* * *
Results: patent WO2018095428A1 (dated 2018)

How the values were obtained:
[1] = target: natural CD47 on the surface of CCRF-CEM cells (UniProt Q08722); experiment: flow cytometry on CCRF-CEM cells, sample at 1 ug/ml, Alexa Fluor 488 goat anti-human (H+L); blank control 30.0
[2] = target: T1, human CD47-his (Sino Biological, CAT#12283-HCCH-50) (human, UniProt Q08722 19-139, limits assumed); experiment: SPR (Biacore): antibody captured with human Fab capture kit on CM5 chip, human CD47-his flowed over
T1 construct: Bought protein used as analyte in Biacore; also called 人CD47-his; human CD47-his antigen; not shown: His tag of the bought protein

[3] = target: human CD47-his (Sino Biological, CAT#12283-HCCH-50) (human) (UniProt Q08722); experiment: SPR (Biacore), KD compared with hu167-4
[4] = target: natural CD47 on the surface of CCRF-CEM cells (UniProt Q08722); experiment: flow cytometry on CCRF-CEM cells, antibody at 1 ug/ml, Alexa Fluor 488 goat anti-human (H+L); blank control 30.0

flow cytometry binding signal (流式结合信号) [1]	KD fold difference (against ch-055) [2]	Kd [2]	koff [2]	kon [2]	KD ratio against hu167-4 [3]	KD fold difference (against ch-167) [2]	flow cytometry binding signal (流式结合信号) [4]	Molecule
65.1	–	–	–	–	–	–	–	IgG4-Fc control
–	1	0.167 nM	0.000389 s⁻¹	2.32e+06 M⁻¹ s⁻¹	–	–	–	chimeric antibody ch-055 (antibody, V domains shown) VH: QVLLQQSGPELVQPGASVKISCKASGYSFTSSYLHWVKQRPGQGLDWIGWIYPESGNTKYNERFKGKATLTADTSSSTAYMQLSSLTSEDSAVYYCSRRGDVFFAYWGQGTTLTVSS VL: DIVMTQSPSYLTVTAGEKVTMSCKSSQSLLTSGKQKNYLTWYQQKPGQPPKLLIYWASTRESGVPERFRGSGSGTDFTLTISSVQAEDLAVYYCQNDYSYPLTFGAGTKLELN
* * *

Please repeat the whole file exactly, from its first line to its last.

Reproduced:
Results: patent WO2018095428A1 (dated 2018)

How the values were obtained:
[1] = target: natural CD47 on the surface of CCRF-CEM cells (UniProt Q08722); experiment: flow cytometry on CCRF-CEM cells, sample at 1 ug/ml, Alexa Fluor 488 goat anti-human (H+L); blank control 30.0
[2] = target: T1, human CD47-his (Sino Biological, CAT#12283-HCCH-50) (human, UniProt Q08722 19-139, limits assumed); experiment: SPR (Biacore): antibody captured with human Fab capture kit on CM5 chip, human CD47-his flowed over
T1 construct: Bought protein used as analyte in Biacore; also called 人CD47-his; human CD47-his antigen; not shown: His tag of the bought protein

[3] = target: human CD47-his (Sino Biological, CAT#12283-HCCH-50) (human) (UniProt Q08722); experiment: SPR (Biacore), KD compared with hu167-4
[4] = target: natural CD47 on the surface of CCRF-CEM cells (UniProt Q08722); experiment: flow cytometry on CCRF-CEM cells, antibody at 1 ug/ml, Alexa Fluor 488 goat anti-human (H+L); blank control 30.0

flow cytometry binding signal (流式结合信号) [1]	KD fold difference (against ch-055) [2]	Kd [2]	koff [2]	kon [2]	KD ratio against hu167-4 [3]	KD fold difference (against ch-167) [2]	flow cytometry binding signal (流式结合信号) [4]	Molecule
65.1	–	–	–	–	–	–	–	IgG4-Fc control
–	1	0.167 nM	0.000389 s⁻¹	2.32e+06 M⁻¹ s⁻¹	–	–	–	chimeric antibody ch-055 (antibody, V domains shown) VH: QVLLQQSGPELVQPGASVKISCKASGYSFTSSYLHWVKQRPGQGLDWIGWIYPESGNTKYNERFKGKATLTADTSSSTAYMQLSSLTSEDSAVYYCSRRGDVFFAYWGQGTTLTVSS VL: DIVMTQSPSYLTVTAGEKVTMSCKSSQSLLTSGKQKNYLTWYQQKPGQPPKLLIYWASTRESGVPERFRGSGSGTDFTLTISSVQAEDLAVYYCQNDYSYPLTFGAGTKLELN